Despite the new technology aspects that vendors are pushing, such as support for three-phase power and compact rack-mountable units, Bagnall says the primary concerns for customers remain quality and reliability of the UPS and a monitoring battery at low cost. Greg Jan, of Opti-UPS, agrees, saying that as a power protection and backup to systems, a UPS should be robust enough to ensure there is no downtime. From a dealer's point of view, this quality assurance must include a warranty and technical support from the vendor. "If the UPS accidentally fails, the customer is looking for fast repair or replacement to minimise the system downtime," Jan says. According to Angus Jones, Compaq's marketing manager, industry standard server group, it's all about peace of mind. "Customers want manageability, small rack density, power efficiency and the flexibility to add capacity."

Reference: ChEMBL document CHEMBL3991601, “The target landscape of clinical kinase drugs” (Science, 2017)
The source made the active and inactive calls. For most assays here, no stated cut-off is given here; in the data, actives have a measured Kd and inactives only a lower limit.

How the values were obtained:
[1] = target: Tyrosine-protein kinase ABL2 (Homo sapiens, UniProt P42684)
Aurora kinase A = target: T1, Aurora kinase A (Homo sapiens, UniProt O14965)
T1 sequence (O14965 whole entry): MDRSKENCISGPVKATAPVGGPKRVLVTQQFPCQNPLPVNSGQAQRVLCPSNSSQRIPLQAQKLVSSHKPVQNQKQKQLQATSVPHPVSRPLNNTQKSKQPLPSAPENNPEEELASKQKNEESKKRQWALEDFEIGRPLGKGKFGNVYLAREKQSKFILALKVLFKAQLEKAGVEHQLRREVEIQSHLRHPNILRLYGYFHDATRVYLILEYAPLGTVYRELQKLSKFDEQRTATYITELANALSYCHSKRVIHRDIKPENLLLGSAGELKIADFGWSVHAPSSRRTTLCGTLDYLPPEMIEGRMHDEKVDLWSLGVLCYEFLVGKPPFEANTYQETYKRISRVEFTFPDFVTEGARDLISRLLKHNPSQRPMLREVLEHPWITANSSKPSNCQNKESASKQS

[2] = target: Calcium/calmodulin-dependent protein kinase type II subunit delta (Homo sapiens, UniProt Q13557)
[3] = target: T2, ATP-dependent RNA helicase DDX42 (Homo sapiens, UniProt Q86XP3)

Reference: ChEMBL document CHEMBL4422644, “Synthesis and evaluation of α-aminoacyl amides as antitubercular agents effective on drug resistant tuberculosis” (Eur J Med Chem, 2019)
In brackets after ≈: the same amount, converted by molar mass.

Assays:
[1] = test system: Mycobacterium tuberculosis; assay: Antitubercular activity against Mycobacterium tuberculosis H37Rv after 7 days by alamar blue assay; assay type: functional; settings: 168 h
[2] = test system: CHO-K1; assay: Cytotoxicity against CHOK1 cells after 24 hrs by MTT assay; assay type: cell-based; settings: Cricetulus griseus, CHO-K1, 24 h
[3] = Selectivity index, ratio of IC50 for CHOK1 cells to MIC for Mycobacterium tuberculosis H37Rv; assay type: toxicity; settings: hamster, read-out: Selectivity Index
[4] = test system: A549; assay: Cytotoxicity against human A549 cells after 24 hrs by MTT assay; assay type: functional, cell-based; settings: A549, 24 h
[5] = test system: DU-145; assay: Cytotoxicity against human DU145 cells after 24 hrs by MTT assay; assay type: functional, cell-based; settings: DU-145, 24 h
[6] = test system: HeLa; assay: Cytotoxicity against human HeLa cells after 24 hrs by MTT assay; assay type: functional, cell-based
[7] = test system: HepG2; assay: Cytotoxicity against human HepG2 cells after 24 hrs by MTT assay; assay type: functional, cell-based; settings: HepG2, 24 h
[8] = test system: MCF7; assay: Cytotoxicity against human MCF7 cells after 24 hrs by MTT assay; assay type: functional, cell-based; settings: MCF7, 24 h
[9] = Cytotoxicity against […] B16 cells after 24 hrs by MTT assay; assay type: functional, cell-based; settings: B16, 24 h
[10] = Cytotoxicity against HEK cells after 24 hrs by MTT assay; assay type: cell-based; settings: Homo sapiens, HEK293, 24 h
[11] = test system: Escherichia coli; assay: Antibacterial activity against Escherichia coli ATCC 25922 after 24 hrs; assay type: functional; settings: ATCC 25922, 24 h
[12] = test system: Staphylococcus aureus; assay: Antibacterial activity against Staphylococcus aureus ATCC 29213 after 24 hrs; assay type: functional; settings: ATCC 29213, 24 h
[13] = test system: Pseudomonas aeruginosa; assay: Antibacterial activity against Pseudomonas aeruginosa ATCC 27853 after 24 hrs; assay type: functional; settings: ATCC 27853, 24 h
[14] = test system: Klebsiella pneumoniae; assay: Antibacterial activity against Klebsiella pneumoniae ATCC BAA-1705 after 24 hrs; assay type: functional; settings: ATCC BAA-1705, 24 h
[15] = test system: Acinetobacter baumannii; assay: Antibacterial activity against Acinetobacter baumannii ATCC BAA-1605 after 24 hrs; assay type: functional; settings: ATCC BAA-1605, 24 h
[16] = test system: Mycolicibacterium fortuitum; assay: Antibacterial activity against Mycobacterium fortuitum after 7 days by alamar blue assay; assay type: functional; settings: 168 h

Historically, the function of UPS software was to achieve a graceful unattended shutdown of the equipment being supported. But with the growing complexity of systems, it has also become necessary, from a management point of view, to bring the disparate mechanism into the fold. "The interaction between a UPS and the equipment it supports has expanded so that the UPS can be managed and controlled just like any other piece of hardware on the network," says Cunnold. Still, the function of UPS software leans increasingly towards automation, such as shutting down servers and computers without human intervention.